Keynote
Hugh Kennedy (University of London, School of Oriental and African Studies) “Abbasid Networks in Ifriqiya and the origins of the Aghlabids”

Speakers

Ali Asgar Alibhai (Harvard University), An Effaced Memory: Aghlabid Hydraulic Works and the Medieval Islamic Regalia of Kingship

Azeddine Belakehal (Université Mohamed Khider, Biskra), Les Ambiances Lumineuses dans les Mosquées de la Période Aghlabide

Chafik T. Benchekroun (Université de Toulouse-le-Mirail), La fondation de la Qarawiyyīn:  un quiproquo entre l’historiographie et l’archéologie

Jonathan M. Bloom (Boston College), The Marble Mihrab Panels of the Great Mosque of Kairouan

Olivier Bobin, Max Schvoerer, Claude Ney (CIRAM/Université Bordeaux), The metallic lustre decoration of the Mihrab of the great Mosque of Kairouan (Tunisia, 9th century AD). Scientific investigations

Azaddin Bouyahiaoui and and Akila Djellide (Pr. Université d’Archéologie-Alger/ CNRPAH), Tahert- Tagdemt , site archéologique aux problématiques multiples

Chloé Capel (Université Paris –Sorbonne), Sijilmasa in the days of the Aghlabids: between saharian isolation and Kairouanese side-effects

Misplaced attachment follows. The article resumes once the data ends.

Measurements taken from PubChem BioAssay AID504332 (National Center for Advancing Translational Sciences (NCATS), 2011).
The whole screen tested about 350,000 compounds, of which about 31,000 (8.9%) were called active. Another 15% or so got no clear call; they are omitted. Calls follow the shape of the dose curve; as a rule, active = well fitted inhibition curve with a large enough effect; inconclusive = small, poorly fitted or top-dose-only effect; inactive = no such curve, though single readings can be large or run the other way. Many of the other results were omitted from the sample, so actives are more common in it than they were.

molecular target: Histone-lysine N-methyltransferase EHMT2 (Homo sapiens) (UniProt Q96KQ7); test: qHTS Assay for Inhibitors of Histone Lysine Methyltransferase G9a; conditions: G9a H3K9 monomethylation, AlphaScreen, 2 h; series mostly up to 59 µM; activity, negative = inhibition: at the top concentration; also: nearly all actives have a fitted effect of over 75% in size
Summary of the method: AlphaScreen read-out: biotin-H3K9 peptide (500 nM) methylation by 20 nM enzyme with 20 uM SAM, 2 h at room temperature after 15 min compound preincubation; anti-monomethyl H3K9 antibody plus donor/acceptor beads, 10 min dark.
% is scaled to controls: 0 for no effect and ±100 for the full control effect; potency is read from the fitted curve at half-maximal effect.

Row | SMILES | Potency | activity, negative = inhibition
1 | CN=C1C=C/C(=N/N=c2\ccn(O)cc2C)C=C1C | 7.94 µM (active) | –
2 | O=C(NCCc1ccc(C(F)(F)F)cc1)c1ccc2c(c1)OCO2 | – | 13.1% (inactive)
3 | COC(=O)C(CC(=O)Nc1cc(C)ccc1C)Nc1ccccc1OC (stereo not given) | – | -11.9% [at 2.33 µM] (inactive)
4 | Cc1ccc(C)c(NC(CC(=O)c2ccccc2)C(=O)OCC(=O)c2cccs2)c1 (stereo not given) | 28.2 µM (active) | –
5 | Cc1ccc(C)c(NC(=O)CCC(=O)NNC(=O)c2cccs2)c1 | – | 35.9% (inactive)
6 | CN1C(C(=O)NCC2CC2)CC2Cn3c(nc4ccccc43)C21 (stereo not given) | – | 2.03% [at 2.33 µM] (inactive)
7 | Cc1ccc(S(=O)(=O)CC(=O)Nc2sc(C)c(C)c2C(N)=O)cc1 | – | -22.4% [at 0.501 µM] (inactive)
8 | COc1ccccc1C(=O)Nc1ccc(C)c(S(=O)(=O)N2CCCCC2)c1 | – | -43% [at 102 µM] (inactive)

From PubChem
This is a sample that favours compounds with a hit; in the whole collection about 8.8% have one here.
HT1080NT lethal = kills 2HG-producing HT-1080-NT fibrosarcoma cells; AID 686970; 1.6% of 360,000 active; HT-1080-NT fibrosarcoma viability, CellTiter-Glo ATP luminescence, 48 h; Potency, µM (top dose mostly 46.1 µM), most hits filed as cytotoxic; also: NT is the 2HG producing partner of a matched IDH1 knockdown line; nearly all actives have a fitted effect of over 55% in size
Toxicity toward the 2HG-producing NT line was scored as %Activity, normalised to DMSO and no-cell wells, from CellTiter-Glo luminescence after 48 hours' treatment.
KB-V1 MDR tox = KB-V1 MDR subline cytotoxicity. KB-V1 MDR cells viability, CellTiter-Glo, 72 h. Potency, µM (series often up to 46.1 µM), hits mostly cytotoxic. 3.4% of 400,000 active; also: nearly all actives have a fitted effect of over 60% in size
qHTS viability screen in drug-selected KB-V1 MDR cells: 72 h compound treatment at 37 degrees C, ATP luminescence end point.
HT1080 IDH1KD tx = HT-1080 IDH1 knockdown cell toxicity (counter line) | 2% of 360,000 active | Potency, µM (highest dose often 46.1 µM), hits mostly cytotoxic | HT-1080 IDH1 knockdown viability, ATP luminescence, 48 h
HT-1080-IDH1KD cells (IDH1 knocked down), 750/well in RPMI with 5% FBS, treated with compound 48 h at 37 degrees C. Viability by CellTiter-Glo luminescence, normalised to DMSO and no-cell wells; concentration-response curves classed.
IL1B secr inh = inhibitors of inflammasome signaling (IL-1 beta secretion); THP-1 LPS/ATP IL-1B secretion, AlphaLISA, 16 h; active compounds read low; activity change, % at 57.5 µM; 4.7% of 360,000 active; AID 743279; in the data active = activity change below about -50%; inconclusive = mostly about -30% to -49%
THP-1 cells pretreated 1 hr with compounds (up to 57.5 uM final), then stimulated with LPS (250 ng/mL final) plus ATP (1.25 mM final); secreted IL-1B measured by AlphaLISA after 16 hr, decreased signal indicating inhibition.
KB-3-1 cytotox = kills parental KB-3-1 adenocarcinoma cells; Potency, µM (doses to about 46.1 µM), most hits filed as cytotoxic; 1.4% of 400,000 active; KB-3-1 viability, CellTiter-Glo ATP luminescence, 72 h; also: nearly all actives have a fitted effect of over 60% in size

Patrice Cressier (CIHAM-UMR 5648, CNRS, Lyon), Nakûr: un émirat rifain pro-omeyyade contemporain des Aghlabides

Caroline Goodson (Birkbeck, University of London), Kairouan and the formation of a ninth-century capital: a comparative perspective

Matthew Gordon (Miami University), Aghlabid-Tulunid relations: a brief survey

Khadija Hamdi (Université Paris -Sorbonne), Les aspects cachés des carreaux de la grande mosquée de Kairouan

Karim Ifrak (École Pratique des Hautes Études, Paris), Au-delà de l’être et du paraître. Le cas des livres manuscrits coraniques aghlabides

Jeremy Johns (University of Oxford), The Palermo Qur’ān (AH373/982–83AD) and the triumph of Malikism in Ifrīqiya

Riyaz Latif (Wellesley College), Negotiating the Metaphorical Frontiers: Aghlabid Ribāts in Ifrīqiyā

David Mattingly & Martin Sterry (University of Leicester), Zuwila and Fazzan in the seventh-tenth centuries AD

Alex Metcalfe (Lancaster University), History and historiography: the Aghlabids in Ifrīqiya and Sicily

Annliese Nef (Université Paris -Sorbonne), Sicily in the Aghlabid emirate